If you’ve been considering geothermal heating and cooling for your home, you may be asking yourself questions not only about upfront costs but what the overall expense may entail. It’s true that geothermal heating and cooling units have a larger upfront price tag, but the main thing people want to know is: will the system be worth it in the long run?
According to energy.gov, reducing heating costs by as much as 50% and cooling costs by as much as 35% compared with a conventional furnace and AC is the top reason for choosing geothermal. Still, there are a few things to consider when deciding if the timing is right for you.
Evaluating your Personal Situation
Many factors will contribute to the geothermal heat pump cost that a homeowner can expect to spend during installation. When you maximize the efficiency of energy used in your home, you can significantly reduce cost and utility bills while improving overall comfort. But it is critical to evaluate the energy load and decide on ways to reduce it if you want to have maximum energy efficiency. Apart from your home’s size, other factors determine the correct geothermal heat pump for your space.
What Affects the Cost of Geothermal Heating Installation?
Because geothermal installation costs can vary widely, it’s essential to understand what will determine your geothermal heat pump cost. Specific elements, as well as the brand selection, will influence the cost of your geothermal investment.
The capacity of your unit needed to facilitate the size of your home will determine the most significant portion of your budget. The larger the size, the higher the cost will be. You can have a range of about 2.0 tons/24000 BTU to 10.0 tons/120000 BTU for a residential unit. Generally, a home will need a unit between the ranges of 2.5 tons to 5.0 tons.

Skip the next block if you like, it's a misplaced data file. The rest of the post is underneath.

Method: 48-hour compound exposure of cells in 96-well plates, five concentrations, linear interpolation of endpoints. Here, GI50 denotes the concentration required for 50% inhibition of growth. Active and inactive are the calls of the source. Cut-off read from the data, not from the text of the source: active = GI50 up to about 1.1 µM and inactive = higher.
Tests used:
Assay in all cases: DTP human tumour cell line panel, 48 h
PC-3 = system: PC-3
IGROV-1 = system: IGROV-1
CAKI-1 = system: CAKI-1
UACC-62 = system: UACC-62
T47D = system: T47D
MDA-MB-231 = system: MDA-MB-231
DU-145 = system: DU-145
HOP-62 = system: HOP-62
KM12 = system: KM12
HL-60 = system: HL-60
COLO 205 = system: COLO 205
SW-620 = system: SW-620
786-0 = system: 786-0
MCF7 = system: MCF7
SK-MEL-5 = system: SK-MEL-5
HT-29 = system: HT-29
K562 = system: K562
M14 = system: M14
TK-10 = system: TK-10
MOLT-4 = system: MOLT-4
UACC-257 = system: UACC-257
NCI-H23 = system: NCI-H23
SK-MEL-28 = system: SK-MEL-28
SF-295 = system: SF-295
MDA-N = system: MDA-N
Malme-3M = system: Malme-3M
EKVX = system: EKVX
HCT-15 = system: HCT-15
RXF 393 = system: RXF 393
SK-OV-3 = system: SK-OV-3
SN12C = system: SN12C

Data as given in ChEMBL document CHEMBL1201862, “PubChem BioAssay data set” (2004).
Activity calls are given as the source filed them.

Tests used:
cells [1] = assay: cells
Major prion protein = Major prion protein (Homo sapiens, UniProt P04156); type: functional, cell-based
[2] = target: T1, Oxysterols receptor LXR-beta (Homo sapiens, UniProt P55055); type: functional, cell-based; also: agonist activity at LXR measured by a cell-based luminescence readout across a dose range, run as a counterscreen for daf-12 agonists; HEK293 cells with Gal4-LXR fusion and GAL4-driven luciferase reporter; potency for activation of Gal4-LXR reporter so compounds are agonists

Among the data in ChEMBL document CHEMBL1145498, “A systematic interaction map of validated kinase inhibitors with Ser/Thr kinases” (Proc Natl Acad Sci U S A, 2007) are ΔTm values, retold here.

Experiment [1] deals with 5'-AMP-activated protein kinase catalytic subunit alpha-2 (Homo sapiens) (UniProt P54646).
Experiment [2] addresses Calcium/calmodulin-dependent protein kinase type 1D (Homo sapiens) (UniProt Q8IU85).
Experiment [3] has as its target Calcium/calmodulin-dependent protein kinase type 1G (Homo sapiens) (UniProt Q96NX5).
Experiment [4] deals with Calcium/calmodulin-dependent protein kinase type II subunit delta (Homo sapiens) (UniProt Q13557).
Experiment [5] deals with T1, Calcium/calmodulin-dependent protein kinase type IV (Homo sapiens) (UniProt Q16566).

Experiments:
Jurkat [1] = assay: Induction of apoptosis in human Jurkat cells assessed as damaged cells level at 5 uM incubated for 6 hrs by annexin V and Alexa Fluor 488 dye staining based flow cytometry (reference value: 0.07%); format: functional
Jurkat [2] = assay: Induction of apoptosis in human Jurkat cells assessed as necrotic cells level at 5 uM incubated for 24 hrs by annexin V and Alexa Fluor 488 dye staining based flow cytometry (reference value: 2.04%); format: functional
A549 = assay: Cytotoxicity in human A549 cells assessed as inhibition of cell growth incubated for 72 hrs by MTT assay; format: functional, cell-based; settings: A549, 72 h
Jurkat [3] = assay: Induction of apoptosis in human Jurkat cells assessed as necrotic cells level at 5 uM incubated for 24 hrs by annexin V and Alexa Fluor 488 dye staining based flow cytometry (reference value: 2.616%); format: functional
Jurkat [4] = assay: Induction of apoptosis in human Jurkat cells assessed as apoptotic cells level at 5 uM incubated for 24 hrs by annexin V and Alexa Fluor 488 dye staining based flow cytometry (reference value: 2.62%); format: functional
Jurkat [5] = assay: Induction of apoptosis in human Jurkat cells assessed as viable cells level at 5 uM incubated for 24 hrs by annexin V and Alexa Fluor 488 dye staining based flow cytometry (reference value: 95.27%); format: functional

Types of systems
You also have to consider the types of loops for your geothermal heat pump. The space you have available will determine whether a horizontal or vertical system is the ideal choice for you. Usually, horizontal loop systems are more cost-effective than a vertical loop. Still, there needs to be adequate space for horizontal loop systems to be installed.
Features and efficiency
The features of your unit and system efficiency will also be a factor in determining overall costs. System efficiencies will vary, but a geothermal unit’s efficiency is generally between 15 EER (Energy Efficiency Ratio – Higher number is better) and above 45 EER for cooling. The ratings of COP (Coefficient of Performance – Higher number is better) stand at around 3.0 cooling to above 5.0 for heating. Popular features that homeowners look for include domestic hot water production, Wi-Fi control, and remote monitoring features.
Depending on these factors, plus the performance of the brand you choose and qualified installers’ experience, your cost will range from low to high on the spectrum.
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Post time: Sep-08-2022